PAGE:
I am unapologetically outspoken about women and girls’ rights. In an era where abuse is commonplace, fueled by an enduring culture of impunity, relaxed legal and enforcement systems (amidst the litany of anti-abuse laws), poverty and misplaced aggressions, you can’t help but scream continuously for the voices of the oppressed to be heard and for justice to be done in so many cases so as to infuse some sense of sanity to our sometimes chaotic systems.
Also, for about a decade now, I have been involved in movements geared towards ensuring the human, environmental and gender rights of women impacted by the dehumanizing activities of the extractive industries, mostly fossil fuel (crude oil). The degradation of lives in many host communities across the Niger Delta, and even at the sub-regional and regional levels are not very well documented but the fact is that they are tear-jerking, their losses and the damages incalculable. From oil-polluted streams, farms, homes to health implications, to a patriarchal system that perpetually confirms the woman to the fringes of existence and decrees that she can’t even voice out her challenges and fears, the Niger Delta woman is up against so many odds. Some of my most memorable and most nightmarish times as an activist has been during field visits to communities in the Niger Delta and observing the impoverished and degraded status of families, especially those of women and children, and wondering how ironic it can be that people sit atop so much wealth that brings brightness to generations of ‘privileged people’ everywhere yet continue to live and die in environmental ruins and desperate poverty. It makes absolutely no sense.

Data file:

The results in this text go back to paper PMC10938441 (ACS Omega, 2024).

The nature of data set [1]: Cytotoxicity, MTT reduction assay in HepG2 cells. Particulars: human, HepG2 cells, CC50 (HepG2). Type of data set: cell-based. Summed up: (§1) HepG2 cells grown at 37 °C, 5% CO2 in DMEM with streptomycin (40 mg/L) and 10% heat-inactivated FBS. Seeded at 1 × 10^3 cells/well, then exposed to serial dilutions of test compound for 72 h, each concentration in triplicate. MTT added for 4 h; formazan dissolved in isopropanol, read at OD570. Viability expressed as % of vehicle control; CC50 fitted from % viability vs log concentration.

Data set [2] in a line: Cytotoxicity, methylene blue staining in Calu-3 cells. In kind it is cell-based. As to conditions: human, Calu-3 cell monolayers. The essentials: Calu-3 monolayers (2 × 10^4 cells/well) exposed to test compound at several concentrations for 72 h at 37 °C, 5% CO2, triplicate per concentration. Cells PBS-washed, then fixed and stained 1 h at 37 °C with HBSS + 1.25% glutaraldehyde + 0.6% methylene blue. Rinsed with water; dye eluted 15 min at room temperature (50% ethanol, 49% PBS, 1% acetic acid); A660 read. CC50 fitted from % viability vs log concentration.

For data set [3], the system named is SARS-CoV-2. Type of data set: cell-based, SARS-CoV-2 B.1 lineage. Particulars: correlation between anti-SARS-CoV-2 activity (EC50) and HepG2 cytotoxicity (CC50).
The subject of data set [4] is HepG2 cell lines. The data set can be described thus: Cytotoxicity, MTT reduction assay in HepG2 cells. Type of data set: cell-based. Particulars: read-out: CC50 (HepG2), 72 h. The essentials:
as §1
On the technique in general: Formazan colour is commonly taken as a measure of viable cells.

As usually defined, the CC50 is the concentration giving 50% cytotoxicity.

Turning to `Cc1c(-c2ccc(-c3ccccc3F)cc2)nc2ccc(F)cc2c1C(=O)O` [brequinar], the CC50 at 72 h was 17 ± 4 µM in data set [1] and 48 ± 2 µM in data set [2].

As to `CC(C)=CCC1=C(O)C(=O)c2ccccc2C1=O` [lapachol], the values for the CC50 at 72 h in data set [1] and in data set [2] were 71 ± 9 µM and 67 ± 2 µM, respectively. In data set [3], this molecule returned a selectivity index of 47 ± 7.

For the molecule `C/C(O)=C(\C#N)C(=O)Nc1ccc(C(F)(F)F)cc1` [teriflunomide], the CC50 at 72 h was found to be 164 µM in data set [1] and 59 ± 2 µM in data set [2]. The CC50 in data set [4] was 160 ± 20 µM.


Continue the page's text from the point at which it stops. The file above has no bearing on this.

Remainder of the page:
WHAT FUELS ME?
– the audacity to speak truth into power. The audacity to speak the truth even if it is the uncomfortable truth. The audacity to speak the truth as you conceive it, as your conscience conceives it, even if you are the lone speaker. The audacity to remain a proud Nigerian, speaking life into comatose situations and resolute in the belief that we are the generation that will redefine history and change the course of our nation and our reputation for good. It is the audacity of stubborn HOPE.
*HOPE—the hope that the most ‘dangerous’, forsaken, forgotten and criminalized slums and impoverished neighbourhoods can produce the best of talents and assets to a society. I have seen so much of that happen since our work in these places. All they need to excel is a little care, a little refinement, a little more patience, a little re-direction and a little show of LOVE. Boom!
*LOVE—love for the people, the forgotten children, girls, women, love for the fatherland, love for justice. Love, love for humanity, and oh, love for God!
MY GREATEST INFLUENCE
my Father of Possibilities, unseen but felt every single second.
MY TOP THREE ROLE MODELS